What's in Your Account?

We've been taught for many years to make sure that we have money in our accounts before we try to spend, yet we don't use that same principle when it comes to our emotional well-being.

When my daughter turned 18, she finally had enough income to open a checking account.  As all young people eventually learn, you have to make sure that there is money in the account before you write a check or use a debit card that will let you go into overdraft.  The lessons are tough because they're not as simple as they seem and the lesson generally hurts financially and emotionally.  As you have already guessed, things turned into quite a mess before she figured out that deposit comes first, THEN use the debit card!   Going to make a deposit doesn't count! 

It's not just our bank accounts that we need to make deposits into.  We need to deposit into our families and ourselves as well.  It's even more important to do this now more than ever with our current economic times.  We are expecting more from our families because we're working harder to achieve enough to get by and we're expecting more from our bodies by keeping longer hours and our emotions by allowing fear and worry to run us.   

Taking care of ourselves and our families is of great importance if you are going to be any good to those around you.  Too many times we put everything into our work and put ourselves last; then we don't achieve the results that we are looking for because we don't have enough left in us to give!  It's just like being on an airplane and the flight attendants remind us that in the event of a drop in cabin pressure that the oxygen masks will drop and to make sure that we put ours on first and then attend to others.  If we don't help ourselves first, we can't help others either.   

Making deposits into our lives is a critical part of making sure that things keep going in a way that is beneficial for us and our families.  If we keep putting off these deposits, your work suffers, your family suffers and you suffer.  It’s a never-ending cycle that is worth addressing at the earliest possible moment.

So, how do we make deposits?  Try some of these: 


  • Take a nap on a Sunday afternoon   
  • Go through your old records or pictures   
  • Go to the bookstore and get a coffee   
  • Learn a new hobby - or revive an old one   
  • Read a self-help book   
  • Call a friend that you haven't talked to in awhile   
  • Volunteer (this one adds a HUGE amount!)   
  • Put a puzzle together  
  • Take a walk somewhere interesting 
  • Watch your favorite childhood movie 
  • Go to a museum 


  • Have a picnic on the living room floor.  Spread out a blanket and enjoy the time together.   
  • Take a walk together and see who can find the most colorful leaf   
  • Go to a Corn Maze   
  • Have a family game night one night per week   
  • Have family meetings - discuss what's going on.  Address each item and use a ‘talking stick’ if necessary. Make sure everyone in the family has the chance to talk.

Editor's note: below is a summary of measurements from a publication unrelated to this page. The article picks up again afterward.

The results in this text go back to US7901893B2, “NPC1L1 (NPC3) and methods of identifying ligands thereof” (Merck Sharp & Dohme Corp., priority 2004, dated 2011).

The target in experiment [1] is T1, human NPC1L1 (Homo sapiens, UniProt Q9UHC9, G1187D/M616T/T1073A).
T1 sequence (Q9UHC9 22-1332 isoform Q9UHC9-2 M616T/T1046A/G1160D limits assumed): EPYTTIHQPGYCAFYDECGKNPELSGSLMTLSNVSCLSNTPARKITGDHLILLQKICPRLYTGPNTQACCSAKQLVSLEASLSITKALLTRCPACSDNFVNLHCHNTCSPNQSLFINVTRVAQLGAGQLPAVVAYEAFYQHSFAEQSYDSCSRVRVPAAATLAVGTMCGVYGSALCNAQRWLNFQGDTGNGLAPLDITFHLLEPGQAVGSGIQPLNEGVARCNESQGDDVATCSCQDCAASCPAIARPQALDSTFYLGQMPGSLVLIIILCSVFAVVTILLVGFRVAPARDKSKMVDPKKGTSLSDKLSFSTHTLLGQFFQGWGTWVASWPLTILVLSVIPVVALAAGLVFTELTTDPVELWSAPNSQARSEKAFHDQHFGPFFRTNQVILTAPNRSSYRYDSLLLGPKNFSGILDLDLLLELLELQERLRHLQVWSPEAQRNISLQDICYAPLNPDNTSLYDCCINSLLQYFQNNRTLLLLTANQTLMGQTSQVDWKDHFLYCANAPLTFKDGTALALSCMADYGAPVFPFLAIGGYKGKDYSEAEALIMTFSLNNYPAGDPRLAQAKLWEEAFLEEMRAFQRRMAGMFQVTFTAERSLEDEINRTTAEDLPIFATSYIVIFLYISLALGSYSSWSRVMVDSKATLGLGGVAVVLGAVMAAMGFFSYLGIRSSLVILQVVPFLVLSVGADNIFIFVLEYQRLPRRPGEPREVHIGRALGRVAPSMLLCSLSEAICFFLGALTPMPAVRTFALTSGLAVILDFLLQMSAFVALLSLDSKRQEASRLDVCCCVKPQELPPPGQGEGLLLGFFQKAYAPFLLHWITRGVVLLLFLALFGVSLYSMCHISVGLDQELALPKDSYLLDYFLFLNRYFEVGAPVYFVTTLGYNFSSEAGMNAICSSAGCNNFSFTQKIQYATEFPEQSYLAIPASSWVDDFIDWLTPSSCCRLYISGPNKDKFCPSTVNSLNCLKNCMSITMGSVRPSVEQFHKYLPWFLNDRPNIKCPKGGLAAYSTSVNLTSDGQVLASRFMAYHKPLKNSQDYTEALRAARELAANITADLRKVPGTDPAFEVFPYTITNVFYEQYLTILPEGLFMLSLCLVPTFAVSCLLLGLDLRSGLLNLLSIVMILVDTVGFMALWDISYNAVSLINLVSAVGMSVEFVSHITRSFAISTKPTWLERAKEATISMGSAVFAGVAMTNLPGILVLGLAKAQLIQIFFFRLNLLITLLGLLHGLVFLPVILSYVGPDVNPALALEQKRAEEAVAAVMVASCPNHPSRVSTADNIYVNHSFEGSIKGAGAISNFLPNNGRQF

• Watch a DVD together - make sure you have popcorn and Milk Duds!!
  • Make homemade pizza together  
  • Put on your old dance records (or CDs) and teach the kids to dance like you did when you were in high school.  (My sister and her family used to do this every Saturday night when the local radio station played dance music all night).
  • Volunteer as a family at a place that has special meaning for your family. 

There are thousands of things that you can add - be creative!  I hope that you’ll add your comments on here and either tell what you’ve done either personally or as a family, or later on when you try something from the list, let us know how it goes.

Lynn Bacon, CPLC, CRC, CFC

This post is contributed by a community member. The views expressed in this blog are those of the author and do not necessarily reflect those of Patch Media Corporation. Everyone is welcome to submit a post to Patch. If you'd like to post a blog, go here to get started.

Ellen Iannarelli April 19, 2012 at 11:51 AM
Thanks Lynn for sharing this. Lot of great tips .
Andy D April 20, 2012 at 02:14 PM
Recently, I picked up the term "ego tank" (as in, "That argument with my parent/spouse/boss/customer/child really drained my ego tank") and made a note on my bathroom mirror to remind me to research positive ways to fill up my ego tank when it's low, so the lists you provided were quite helpful! Thank you!
Lynn Bacon April 20, 2012 at 07:25 PM
Andy and Ellen, you're welcome! I hadn't heard the term "ego tank", but I get that it's important. Also, making sure that our marriage account is full is just as important. :)
Andy D April 20, 2012 at 08:16 PM
> I hadn't heard the term "ego tank" I might have made it up! :) Agree about "social credits" in various situations, including marriage. (A good friend once said, "Everything is about relationships; the rest is details.") Thanks again for the useful info.
Harry Dorfman April 21, 2012 at 07:52 AM
Are people in PTC really this boring?


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